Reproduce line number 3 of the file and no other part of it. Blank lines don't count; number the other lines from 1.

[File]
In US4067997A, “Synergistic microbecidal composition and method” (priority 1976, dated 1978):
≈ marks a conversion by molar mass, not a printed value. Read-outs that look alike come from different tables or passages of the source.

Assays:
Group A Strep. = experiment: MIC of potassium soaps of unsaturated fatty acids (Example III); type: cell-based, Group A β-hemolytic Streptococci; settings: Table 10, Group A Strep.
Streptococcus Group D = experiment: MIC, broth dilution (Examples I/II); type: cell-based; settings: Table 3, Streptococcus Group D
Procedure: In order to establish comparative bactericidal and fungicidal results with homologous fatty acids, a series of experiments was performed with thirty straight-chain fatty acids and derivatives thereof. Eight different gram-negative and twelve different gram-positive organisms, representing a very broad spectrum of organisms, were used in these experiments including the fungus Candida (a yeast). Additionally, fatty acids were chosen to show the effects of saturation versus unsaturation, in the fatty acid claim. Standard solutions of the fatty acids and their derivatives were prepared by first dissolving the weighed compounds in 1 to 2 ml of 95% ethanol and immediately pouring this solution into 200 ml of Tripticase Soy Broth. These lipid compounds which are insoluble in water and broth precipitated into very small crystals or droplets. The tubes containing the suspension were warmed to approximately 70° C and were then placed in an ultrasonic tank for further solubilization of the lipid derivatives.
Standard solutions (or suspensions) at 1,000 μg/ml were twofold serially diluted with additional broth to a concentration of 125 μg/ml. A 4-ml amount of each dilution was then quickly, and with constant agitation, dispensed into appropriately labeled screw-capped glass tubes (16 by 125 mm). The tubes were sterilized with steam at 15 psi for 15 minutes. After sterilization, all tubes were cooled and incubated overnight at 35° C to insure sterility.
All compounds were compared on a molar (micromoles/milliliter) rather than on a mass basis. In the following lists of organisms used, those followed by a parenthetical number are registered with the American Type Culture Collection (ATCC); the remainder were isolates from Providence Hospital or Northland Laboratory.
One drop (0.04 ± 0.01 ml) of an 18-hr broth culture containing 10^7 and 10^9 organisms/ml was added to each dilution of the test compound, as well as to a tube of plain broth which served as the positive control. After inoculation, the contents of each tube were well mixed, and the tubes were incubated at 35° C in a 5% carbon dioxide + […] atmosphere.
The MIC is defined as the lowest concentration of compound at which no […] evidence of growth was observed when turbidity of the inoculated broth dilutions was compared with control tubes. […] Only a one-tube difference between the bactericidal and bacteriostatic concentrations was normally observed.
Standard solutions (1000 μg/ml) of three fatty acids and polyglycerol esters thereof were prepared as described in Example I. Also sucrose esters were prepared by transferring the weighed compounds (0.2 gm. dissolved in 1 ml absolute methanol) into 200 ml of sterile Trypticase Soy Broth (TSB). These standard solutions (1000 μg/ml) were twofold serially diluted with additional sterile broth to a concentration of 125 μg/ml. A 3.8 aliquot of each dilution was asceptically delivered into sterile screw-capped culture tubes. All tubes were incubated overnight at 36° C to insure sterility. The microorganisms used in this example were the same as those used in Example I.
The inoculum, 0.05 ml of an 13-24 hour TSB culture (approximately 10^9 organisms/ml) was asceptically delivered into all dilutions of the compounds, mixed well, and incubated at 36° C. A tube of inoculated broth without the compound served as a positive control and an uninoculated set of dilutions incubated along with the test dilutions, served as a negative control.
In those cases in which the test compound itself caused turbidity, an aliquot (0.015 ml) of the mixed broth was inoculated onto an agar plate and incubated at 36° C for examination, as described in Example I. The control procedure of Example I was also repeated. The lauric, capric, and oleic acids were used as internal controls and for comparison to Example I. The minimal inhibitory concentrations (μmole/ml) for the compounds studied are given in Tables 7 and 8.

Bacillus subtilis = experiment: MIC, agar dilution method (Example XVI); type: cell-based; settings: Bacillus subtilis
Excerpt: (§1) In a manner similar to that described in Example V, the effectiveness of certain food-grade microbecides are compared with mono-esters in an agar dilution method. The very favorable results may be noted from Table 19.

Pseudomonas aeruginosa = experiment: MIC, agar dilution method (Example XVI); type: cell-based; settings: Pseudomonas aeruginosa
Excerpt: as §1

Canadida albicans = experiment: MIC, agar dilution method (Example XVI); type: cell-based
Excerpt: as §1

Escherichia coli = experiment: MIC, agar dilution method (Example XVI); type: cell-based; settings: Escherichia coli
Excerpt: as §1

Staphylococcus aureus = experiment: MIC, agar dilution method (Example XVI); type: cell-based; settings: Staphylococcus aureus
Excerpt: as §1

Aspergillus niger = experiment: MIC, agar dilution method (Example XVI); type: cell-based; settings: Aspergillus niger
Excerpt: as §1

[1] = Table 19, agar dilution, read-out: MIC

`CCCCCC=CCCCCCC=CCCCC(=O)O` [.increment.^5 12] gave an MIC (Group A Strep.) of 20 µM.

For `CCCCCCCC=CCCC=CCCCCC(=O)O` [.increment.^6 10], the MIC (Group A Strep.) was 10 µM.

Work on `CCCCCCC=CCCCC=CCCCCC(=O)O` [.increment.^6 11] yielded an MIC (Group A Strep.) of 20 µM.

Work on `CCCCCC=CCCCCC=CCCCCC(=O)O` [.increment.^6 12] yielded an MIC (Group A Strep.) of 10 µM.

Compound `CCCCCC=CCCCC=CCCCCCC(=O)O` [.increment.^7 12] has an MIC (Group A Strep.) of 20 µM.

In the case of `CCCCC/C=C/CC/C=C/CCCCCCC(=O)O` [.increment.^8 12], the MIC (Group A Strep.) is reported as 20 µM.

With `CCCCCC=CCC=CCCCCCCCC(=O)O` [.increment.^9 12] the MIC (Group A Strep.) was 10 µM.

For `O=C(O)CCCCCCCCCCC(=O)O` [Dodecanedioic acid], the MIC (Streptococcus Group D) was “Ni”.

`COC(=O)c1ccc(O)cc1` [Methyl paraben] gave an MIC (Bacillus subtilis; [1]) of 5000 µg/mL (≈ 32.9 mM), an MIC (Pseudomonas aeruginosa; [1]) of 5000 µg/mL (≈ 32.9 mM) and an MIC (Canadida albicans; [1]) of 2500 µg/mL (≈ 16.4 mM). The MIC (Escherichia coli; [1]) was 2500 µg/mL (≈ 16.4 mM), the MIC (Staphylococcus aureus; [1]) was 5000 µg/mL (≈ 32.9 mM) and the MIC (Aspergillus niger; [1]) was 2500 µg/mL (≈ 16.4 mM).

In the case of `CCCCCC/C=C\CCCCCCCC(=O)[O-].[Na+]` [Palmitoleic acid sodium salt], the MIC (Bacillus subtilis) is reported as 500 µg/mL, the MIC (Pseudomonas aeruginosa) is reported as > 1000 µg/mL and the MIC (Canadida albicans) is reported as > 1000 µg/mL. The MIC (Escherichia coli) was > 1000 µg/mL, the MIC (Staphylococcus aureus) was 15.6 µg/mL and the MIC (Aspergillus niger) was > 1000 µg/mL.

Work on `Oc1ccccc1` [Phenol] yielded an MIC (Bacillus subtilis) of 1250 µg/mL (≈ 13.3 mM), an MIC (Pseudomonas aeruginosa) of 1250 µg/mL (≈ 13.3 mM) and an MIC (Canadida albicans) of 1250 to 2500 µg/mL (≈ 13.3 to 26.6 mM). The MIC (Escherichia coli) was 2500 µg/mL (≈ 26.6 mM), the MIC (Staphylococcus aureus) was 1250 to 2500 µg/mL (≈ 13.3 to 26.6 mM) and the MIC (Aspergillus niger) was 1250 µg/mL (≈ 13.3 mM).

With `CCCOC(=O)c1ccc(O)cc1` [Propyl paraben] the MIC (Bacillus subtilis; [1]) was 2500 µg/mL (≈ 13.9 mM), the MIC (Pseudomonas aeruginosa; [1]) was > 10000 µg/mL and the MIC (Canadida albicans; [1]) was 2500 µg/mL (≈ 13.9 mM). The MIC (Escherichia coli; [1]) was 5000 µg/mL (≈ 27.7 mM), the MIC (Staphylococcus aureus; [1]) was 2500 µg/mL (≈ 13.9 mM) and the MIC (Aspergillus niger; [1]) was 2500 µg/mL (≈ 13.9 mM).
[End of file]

Assays: